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Peter Osborne, Lynne Segal & Judith Butler (1994). Interview: Judith Butler: Gender as Performance.

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  1.  6
    The Unpredictable Future of Fantasy's Traversal.Chris Coffman - 2013 - Angelaki 18 (4):43-61.
    Angelaki, Volume 18, Issue 4, Page 43-61, December 2013.
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  2. Expressivity and Performativity: Merleau-Ponty and Butler. [REVIEW]Silvia Stoller - 2010 - Continental Philosophy Review 43 (1):97-110.
    Until now post-structuralism and phenomenology are widely regarded as opposites. Contrary to this opinion, I am arguing that they have a lot in common. In order to make my argument, I concentrate on Judith Butler’s poststructuralist concept of performativity to confront it with Maurice Merleau-Ponty’s phenomenological concept of expressivity. While Butler claims that phenomenological theories of expression are in danger of essentialism and thus must be replaced by non-essentialist theories of performativity, I hold that Merleau-Ponty’s concept of expressivity must strictly (...)
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  3. Towards a Genealogical Feminism: A Reading of Judith Butler's Political Thought.Alison Stone - 2005 - Contemporary Political Theory 4 (1):4-24.
    Judith Butler's contribution to feminist political thought is usually approached in terms of her concept of performativity, according to which gender exists only insofar as it is ritualistically and repetitively performed, creating permanent possibilities for performing gender in new and transgressive ways. In this paper, I argue that Butler's politics of performativity is more fundamentally grounded in the concept of genealogy, which she adapts from Foucault and, ultimately, Nietzsche. Butler understands women to have a genealogy: to be located within a (...)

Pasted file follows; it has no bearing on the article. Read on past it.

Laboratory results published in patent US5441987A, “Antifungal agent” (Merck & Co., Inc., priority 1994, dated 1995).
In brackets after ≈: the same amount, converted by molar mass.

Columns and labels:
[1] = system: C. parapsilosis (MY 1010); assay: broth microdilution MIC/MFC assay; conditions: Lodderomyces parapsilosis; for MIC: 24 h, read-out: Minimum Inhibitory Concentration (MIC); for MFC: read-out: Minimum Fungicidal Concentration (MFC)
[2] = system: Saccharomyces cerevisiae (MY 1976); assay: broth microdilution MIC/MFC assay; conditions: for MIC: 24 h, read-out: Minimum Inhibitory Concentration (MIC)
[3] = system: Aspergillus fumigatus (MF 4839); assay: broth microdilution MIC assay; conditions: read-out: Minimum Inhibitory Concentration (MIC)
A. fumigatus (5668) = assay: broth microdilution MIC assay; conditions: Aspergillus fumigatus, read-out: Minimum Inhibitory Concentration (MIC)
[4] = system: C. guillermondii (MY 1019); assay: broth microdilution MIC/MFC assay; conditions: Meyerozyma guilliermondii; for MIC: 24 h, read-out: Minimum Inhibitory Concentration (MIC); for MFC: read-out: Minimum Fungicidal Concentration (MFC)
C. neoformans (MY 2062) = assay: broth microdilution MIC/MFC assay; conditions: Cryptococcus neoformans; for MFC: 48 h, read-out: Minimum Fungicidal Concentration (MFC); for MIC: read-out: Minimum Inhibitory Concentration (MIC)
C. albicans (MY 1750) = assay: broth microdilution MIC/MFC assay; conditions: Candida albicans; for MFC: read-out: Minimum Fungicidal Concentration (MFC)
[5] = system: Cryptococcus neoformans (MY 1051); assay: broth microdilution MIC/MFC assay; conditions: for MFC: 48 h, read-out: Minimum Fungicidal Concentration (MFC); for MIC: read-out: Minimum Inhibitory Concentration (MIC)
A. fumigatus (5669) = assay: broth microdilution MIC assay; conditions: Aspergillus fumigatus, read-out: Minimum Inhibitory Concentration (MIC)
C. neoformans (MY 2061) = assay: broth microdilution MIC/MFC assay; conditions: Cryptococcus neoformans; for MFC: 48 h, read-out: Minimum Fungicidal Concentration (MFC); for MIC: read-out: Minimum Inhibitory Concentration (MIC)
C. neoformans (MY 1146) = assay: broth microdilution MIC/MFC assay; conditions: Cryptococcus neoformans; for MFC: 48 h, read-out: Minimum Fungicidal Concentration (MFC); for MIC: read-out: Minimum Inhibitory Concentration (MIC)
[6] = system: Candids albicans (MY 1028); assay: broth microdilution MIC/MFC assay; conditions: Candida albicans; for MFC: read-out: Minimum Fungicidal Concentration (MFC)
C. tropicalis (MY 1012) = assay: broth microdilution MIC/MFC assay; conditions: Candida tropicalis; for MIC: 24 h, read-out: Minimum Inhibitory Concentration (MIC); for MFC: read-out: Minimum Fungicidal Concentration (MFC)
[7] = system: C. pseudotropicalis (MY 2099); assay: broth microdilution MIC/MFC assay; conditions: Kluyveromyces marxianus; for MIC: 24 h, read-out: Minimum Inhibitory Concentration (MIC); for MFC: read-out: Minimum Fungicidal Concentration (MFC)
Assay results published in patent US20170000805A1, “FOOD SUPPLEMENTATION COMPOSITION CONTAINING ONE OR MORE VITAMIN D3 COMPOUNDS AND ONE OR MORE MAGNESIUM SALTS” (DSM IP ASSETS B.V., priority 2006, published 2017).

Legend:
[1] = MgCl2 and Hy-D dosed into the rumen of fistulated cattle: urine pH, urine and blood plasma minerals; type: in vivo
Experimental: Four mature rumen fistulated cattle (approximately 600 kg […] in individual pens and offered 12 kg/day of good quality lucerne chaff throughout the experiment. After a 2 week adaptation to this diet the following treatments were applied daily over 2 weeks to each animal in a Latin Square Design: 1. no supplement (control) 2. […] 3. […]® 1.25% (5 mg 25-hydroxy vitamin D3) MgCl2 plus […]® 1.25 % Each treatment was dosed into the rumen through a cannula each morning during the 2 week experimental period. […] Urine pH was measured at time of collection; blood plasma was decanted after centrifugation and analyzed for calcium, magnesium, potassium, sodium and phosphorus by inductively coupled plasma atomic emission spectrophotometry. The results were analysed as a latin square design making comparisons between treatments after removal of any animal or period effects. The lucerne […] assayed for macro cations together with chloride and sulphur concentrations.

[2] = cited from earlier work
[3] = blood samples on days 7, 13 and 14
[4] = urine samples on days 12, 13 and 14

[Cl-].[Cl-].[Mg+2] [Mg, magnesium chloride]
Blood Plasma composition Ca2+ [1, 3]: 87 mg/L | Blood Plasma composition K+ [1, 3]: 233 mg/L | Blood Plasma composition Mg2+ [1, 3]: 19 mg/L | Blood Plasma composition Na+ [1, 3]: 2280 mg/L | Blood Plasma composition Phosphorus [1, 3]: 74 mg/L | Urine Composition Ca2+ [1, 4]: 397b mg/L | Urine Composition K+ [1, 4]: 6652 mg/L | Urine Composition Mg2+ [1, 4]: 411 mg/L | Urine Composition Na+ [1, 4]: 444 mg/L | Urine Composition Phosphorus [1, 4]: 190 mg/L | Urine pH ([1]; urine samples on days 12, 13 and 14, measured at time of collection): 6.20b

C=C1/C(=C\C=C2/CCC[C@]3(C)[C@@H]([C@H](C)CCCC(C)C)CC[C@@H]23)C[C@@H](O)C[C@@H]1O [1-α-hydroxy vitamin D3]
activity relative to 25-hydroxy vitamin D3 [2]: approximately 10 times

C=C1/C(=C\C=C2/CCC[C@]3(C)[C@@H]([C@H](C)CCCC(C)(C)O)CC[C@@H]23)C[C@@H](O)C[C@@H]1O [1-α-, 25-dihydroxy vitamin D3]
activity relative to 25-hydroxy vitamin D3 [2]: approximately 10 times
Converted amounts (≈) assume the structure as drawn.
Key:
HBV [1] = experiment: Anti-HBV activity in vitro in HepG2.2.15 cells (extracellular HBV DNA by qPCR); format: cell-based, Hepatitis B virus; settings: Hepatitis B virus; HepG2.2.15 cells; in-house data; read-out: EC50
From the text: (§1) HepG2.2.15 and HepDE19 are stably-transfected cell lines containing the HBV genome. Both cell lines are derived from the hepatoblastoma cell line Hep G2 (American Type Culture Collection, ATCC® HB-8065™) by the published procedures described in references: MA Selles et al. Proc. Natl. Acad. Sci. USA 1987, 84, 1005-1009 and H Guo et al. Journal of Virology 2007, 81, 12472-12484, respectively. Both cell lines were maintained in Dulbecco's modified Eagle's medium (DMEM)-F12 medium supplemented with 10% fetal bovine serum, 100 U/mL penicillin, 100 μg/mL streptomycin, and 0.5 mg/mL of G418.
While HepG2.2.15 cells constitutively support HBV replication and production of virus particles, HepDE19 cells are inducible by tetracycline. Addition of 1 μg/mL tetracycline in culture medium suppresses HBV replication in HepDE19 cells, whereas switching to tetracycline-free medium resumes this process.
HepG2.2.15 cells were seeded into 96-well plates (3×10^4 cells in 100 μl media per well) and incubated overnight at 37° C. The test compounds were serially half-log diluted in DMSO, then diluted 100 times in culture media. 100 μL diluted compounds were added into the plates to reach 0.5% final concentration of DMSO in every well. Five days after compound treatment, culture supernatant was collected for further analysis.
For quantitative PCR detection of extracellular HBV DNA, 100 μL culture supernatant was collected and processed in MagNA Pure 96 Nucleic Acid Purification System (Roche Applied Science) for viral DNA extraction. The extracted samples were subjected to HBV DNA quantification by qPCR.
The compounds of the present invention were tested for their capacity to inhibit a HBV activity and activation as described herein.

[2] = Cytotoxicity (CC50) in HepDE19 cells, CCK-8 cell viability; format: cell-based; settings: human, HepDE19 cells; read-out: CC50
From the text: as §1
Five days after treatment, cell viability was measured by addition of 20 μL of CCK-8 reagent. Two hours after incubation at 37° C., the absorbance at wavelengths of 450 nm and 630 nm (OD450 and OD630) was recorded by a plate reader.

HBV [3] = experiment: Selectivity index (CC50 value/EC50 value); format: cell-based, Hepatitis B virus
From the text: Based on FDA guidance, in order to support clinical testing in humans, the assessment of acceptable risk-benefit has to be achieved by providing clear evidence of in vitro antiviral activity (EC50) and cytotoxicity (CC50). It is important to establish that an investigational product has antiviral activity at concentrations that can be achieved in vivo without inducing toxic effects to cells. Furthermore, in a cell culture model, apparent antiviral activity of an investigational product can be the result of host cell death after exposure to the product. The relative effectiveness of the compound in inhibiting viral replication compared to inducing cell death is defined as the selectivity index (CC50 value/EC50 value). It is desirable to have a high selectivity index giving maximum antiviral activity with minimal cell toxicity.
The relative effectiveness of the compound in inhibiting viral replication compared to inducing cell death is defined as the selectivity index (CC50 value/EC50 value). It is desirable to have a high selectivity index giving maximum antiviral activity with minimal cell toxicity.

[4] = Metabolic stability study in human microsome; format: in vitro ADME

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    Subject, Psyche and Agency.L. McNay - 1999 - Theory, Culture and Society 16 (2):175-193.
    This article considers two themes in Butler's work: the dialectic of subject formation - that the autonomous subject is instituted through constraint - and the relation between the psyche and the social. With regard to the former, the introduction of a notion of historicity into a conception of the symbolic yields a concept of agency. Nonetheless, this concept of agency still lacks social specificity. By reconfiguring the psyche as an effect of the interiorization of social norms, Butler introduces the destabilizing (...)
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